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Missile Shield: Romania Now Has America's Aegis Ashore

David Axe

Key point: Washington has wanted to expand NATO's anti-missile capabilities for a while now.

A key NATO missile-defense site in Romania on Aug. 9, 2019 completed a three-month upgrade process that had forced operators to take the system offline.

To fill the resulting gap in coverage, the U.S. Army in May 2019 deployed to Romania one of its seven Terminal High-Altitude Area-Defense missile-interceptor batteries.

The THAAD deployment was controversial.

The THAAD system set up within sight of the Aegis Ashore site in Romania. The Army and the U.S. Defense Department separately posted, then quickly deleted, at least one photo of the battery preparing for duty. Some websites preserved the photo.

THAAD antagonized the Russian government, just like Aegis Ashore has done. Russia "can’t understand what tasks the Aegis Ashore system will accomplish in the missile defense area,” Russian deputy foreign minister Sergei Ryabkov said in late April 2019.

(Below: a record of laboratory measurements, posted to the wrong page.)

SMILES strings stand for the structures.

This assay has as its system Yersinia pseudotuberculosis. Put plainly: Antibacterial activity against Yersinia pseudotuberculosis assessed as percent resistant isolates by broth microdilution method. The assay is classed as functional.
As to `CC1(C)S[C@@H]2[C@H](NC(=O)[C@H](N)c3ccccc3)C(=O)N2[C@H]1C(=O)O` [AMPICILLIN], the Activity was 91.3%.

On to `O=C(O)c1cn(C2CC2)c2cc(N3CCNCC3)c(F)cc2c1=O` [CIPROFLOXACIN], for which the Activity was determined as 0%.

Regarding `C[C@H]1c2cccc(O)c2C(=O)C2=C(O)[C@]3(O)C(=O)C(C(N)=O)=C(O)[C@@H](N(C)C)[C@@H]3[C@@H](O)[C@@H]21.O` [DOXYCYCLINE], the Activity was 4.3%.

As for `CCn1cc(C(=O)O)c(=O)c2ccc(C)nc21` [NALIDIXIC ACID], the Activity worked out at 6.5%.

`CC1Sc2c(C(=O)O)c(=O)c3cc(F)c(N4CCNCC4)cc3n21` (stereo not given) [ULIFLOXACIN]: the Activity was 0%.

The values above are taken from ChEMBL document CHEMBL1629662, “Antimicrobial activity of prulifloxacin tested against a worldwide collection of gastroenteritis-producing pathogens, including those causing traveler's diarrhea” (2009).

The Pentagon and NATO repeatedly tried to explain their reasoning for deploying THAAD. “At the request of NATO, the secretary of defense will deploy a U.S. Army Terminal High Altitude Area Defense system to Romania this summer in support of NATO ballistic-missile defense,” U.S. European Command announced in early April 2019.

“The THAAD, from the 69th Air Defense Artillery Brigade, 32nd Army Air and Missile Defense Command stationed at Fort Hood, Texas, will integrate into the existing NATO BMD architecture during a limited period of scheduled maintenance and updates on the Aegis Ashore missile-defense system in Romania this summer.”

As of early 2019 the Army had acquired around 200 THAAD rockets for its seven batteries and roughly 40 launchers. The U.S. Missile Defense Agency on its website describes THAAD as a “land-based element capable of shooting down a ballistic missile both inside and just outside the atmosphere.”

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